Amazon has implemented more explicit rules on how sellers can communicate with consumers, in an effort to ensure that customers are not overflooded by sellers’ emails.
Amazon Marketplace, which has always maintained tight control of sellers’ communication with consumers, announced updated guidelines on Tuesday. The new rules, reviewed by Yahoo Finance, explicitly prohibit more than one request for a product review or feedback. It also prohibits sellers from using language that incentivizes reviews or positive feedback. Email attachments that are not necessary to complete the order are also banned, according to the guidelines which will be effective on December 3.
This change comes during the busy holiday season and has sparked some confusion within the seller community. Hours after releasing the updated guidelines Tuesday, Amazon said that there was no policy change and the announcement was made to clarify existing rules.
“Sellers have told us in the past that the policy page was confusing so we have refreshed the language to make it clearer,” said Amazon in a post.
Over half of the sales on Amazon are made by third-party sellers. But unlike other online marketplaces like eBay, Amazon takes over most of the communications between sellers and consumers so that it can provide a standardized experience for customers who buy products on its site.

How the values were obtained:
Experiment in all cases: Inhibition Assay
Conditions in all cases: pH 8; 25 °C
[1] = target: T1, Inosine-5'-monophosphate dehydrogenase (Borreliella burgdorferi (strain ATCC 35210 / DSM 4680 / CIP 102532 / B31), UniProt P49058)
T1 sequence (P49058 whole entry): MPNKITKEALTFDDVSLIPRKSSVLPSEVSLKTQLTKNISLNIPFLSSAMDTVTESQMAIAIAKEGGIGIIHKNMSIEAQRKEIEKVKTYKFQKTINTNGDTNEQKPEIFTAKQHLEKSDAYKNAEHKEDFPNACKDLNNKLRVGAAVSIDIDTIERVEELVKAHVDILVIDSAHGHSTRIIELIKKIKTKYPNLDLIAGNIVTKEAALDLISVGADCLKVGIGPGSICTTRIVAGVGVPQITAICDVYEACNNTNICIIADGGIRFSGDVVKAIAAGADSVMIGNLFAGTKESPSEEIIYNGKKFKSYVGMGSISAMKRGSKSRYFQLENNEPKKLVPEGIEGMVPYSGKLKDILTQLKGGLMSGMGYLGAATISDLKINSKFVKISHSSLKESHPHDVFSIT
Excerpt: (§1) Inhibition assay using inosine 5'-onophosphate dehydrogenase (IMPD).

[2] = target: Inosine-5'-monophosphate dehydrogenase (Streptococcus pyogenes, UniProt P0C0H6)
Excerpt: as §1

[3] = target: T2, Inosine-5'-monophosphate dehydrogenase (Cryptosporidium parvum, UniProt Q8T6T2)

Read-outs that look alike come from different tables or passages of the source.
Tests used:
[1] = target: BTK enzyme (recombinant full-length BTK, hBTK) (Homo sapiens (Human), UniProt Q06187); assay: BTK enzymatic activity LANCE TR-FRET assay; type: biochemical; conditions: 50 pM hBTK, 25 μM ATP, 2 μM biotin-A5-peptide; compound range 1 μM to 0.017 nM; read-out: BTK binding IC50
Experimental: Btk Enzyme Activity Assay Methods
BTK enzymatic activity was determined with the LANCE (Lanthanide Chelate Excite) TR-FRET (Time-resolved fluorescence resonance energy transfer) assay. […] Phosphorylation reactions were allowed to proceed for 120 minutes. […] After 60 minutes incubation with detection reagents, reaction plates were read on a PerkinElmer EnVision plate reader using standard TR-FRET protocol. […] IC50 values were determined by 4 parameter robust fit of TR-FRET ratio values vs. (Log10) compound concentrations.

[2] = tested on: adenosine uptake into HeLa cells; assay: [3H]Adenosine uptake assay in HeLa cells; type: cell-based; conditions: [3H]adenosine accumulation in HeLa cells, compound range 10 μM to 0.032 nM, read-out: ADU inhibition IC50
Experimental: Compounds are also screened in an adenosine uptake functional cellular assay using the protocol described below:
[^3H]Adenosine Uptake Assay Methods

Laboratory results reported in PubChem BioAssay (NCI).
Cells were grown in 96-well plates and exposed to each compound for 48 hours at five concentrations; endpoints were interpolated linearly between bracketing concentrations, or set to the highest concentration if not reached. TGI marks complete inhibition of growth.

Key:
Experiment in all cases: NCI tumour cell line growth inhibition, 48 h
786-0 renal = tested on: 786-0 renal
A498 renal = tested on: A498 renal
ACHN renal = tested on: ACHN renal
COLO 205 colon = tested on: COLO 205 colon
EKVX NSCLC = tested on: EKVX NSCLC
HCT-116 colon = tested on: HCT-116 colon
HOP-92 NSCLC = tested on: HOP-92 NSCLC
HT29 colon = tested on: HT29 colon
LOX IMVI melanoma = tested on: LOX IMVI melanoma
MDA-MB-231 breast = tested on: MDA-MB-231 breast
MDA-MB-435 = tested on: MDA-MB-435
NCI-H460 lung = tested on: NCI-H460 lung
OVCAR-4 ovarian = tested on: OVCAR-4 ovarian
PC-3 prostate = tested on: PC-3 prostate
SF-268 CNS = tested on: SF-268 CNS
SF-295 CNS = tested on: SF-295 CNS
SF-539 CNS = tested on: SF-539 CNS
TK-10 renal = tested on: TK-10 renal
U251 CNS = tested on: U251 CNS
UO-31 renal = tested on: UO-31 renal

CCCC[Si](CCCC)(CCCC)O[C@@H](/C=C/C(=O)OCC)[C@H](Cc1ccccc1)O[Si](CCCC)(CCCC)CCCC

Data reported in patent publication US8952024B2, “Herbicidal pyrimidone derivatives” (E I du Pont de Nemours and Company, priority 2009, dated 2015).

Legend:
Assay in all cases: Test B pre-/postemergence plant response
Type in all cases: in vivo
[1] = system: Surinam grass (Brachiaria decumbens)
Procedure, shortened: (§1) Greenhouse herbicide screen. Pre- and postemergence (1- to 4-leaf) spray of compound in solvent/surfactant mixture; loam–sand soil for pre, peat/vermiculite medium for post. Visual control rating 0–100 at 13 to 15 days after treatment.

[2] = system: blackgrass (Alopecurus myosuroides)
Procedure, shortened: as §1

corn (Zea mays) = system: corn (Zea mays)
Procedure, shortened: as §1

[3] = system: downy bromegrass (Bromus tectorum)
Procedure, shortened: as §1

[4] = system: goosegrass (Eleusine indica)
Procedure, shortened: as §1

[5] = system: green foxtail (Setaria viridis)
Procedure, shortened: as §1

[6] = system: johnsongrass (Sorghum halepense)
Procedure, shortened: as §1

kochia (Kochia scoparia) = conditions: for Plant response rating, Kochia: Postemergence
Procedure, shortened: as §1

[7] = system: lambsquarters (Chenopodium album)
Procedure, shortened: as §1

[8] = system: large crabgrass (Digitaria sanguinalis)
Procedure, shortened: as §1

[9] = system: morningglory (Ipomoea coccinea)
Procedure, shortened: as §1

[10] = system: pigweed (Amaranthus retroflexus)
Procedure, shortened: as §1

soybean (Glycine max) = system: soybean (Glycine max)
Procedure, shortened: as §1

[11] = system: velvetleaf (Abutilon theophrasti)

‘Amazon’s customers, not sellers’
The updates came a week after Amazon rolled out an official tool for sellers to request reviews from consumers. Some sellers had previously used third-party messaging services to follow-up with consumers who buy their products and used templated messages to request reviews. Sellers say Amazon never encouraged unnecessary direct communications between sellers and buyers, but now the rules are more specific.
“It was the same before they just made it more clear now. They stated explicitly. It was common among Amazon sellers to have three email sequences in place,” said Peter Koch, a seller who has been selling on Amazon for five years.
Among the tightening rules, users’ addresses and names are also no longer visible to sellers anymore, which further limits the seller’s access to user’s information.
“This has made it clear that they’re Amazon’s customers, not sellers’ customers,” said Juozas Kaziukenas, founder of Marketplace Pulse.
The move could further protect Amazon consumers, who can expect fewer requests and emails from sellers when they purchase products on the site. Consumers can also opt out of sellers’ messages.
Sellers need to be more cautious to comply with the rules when they seek reviews from consumers, which helps their products stand out on search results pages and affect consumers’ purchase decisions, according to Chris McCabe, who advises Amazon sellers.
“The screws continue to tighten around Amazon sellers seeking to communicate with buyers after orders are completed,” said McCabe. “Sellers may still ask for reviews, but only in 100% neutral language not intended to induce positive reviews.”
Krystal Hu covers tech and China for Yahoo Finance. Follow her on Twitter.